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Cupertino’s ‘Apple employee tax’ put off for one year

Cupertino elected officials have scrapped a controversial plan — for now — to impose an employee tax on Apple and other businesses in the city, saying they don’t want to move forward in haste and will instead ask voters to weigh in during a special election in 2019.

Though the city council intended only to discuss the plan Tuesday night, after impassioned public comment during which several people spoke out against the proposal as either too vague or unfair to businesses, the council voted 3-1 to put off placing a measure on the November 2018 ballot. Vice Mayor Rod Sinks recused himself because his wife is an Apple employee.

Councilman Barry Chang dissented, saying that waiting even another year would prolong the city’s transportation problems. While the council had not yet come up with specific plans to use revenue generated by the so-called head tax, it had broadly earmarked transit and housing improvements.

“I think not only here, the big corporations in the entire nation, the corporations need to take up their fair share to help solve the problems we are facing now,” Chang said. “So that’s why this issue needs to be done and needs to be done now instead of waiting.”

Chang said he proposed a more ambitious plan two years ago — which would have charged businesses $1,000 per employee — but that that proposal was shot down by other council members.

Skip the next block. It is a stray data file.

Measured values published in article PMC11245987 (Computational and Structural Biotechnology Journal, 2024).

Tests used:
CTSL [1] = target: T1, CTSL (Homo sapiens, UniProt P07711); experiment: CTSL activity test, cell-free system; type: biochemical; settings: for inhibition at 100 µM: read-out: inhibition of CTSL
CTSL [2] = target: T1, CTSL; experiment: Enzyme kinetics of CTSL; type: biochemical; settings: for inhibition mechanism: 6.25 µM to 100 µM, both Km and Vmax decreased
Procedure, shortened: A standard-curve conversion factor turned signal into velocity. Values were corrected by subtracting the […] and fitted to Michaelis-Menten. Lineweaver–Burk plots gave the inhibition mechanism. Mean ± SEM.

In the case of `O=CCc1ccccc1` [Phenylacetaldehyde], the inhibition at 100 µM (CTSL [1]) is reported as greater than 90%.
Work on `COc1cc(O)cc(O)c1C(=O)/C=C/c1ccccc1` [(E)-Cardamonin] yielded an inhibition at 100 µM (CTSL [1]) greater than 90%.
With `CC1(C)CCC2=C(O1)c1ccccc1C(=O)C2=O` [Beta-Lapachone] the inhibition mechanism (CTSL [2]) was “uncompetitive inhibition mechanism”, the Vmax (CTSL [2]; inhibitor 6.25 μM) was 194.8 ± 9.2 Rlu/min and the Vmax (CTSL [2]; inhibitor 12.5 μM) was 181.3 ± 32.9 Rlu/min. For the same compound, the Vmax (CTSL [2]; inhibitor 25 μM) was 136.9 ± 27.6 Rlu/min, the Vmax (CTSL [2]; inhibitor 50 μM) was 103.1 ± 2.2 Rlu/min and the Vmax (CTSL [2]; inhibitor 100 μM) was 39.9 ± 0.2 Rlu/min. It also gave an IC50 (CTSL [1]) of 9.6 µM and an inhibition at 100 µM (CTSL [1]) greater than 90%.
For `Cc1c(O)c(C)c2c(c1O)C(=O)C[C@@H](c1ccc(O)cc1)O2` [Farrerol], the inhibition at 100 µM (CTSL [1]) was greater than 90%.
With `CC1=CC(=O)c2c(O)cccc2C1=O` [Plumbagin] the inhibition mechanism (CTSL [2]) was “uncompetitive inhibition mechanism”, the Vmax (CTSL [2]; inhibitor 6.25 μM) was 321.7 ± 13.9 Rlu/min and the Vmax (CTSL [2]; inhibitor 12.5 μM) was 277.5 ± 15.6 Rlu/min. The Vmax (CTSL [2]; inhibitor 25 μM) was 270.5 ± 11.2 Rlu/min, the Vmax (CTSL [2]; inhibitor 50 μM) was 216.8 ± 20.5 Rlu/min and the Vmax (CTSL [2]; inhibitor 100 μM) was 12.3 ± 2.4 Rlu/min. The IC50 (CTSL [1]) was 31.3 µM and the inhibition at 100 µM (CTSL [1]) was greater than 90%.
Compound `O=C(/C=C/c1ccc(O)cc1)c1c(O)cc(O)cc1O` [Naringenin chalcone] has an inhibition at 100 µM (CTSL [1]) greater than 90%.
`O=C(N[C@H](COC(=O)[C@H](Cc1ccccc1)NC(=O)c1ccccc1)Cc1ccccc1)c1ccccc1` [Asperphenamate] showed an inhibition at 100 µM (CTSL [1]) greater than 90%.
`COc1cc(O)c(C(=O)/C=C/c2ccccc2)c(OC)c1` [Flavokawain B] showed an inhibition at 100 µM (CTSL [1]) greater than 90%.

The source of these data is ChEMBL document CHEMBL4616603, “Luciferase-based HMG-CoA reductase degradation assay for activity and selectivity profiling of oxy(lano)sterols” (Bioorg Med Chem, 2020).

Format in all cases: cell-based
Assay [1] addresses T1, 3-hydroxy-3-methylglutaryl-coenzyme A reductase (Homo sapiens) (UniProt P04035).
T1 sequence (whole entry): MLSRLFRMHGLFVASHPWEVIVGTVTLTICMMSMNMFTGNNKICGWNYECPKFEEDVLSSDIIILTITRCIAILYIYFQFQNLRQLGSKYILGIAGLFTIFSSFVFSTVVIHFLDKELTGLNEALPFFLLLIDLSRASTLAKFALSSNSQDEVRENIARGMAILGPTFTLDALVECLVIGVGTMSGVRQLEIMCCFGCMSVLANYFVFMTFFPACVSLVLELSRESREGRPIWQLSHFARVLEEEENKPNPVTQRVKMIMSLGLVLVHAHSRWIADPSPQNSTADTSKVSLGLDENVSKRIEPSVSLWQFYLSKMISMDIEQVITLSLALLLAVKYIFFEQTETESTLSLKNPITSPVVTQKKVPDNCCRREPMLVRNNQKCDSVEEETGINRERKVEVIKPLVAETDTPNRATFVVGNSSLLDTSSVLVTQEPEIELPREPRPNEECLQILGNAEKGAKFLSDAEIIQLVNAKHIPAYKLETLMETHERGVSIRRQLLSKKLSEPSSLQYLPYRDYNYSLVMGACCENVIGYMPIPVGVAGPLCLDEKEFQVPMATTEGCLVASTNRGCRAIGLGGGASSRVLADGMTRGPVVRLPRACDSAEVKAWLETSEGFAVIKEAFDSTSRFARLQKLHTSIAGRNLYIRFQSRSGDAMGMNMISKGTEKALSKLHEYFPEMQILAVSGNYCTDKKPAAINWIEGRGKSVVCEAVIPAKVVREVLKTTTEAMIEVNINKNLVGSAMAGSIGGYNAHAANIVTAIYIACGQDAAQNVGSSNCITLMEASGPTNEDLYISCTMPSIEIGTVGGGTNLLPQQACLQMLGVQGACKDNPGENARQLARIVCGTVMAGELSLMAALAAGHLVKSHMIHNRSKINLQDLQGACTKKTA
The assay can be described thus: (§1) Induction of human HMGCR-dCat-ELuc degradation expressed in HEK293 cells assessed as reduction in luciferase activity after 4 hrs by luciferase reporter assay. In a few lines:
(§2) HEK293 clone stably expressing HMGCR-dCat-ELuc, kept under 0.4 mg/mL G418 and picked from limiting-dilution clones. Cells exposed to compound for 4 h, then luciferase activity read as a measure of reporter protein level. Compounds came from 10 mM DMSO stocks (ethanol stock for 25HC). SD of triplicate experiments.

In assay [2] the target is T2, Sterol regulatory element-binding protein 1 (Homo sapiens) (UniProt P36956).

“Two years ago, no council member supported it, so nothing happened,” he said. “Two years passed. If we don’t do anything this time now, another two years will pass, nothing will happen, I guarantee you.”

While Councilman Steven Scharf appeared to be in agreement with Chang about the urgency of addressing the region’s transportation problems, he explained, “We can’t do this justice in two weeks.”

The council would have had to agree by July 3 on the details of the proposed tax in order to get it on the November ballot. Instead, the council now plans to discuss on July 3 whether it should propose a general or special tax on businesses to put before voters in 2019.

 

 

Read more on The Mercury News

 

 

Cupertino to get serious tonight about new business tax that could generate millions from Apple

Cupertino’s City Council tonight will consider what kind of restructured business tax it might place on November’s ballot for Apple Inc.’s headquarters city.

The move comes as nearby Mountain View looks like it’s headed toward referendum to place a “head tax” on Alphabet’s Google and other large employers in its boundaries. Public polling in Cupertino has indicated heavy support for something similar there. Such a tax would mostly hit Apple, by far Cupertino’s largest employer.

Just a week ago, the City Council in Seattle — headquarters to Amazon.com — repealed a controversial head tax that it had put on the books just a few weeks earlier, after opposition from Amazon and others in the business community.

No such public threats have been made in Mountain View, but the Cupertino Chamber of Commerce posted a no jobs tax message on Twitter on Friday and sent out a press release quoting its president, Andrew Walters, calling for no such measure in November’s election.

The impetus for this budding movement in prosperous, tech-dominated cities is the belief that the traffic congestion and housing shortages in those places is due to tech growth, Cupertino Vice Mayor Rod Sinks recently told the Business Journal.

But although no one from Cupertino’s chamber would comment on the record, the organization’s opposition stems from the fact that the tax revenue the city hopes to gain is not restricted to specific projects that would address transportation issues that the chamber sees as most critical, the Business Journal was told.

Tonight’s meeting will be to decide what kind of tax — head tax (based on the number of a company’s employees), payroll tax or an expansion of Cupertino’s existing square-footage tax — might be proposed.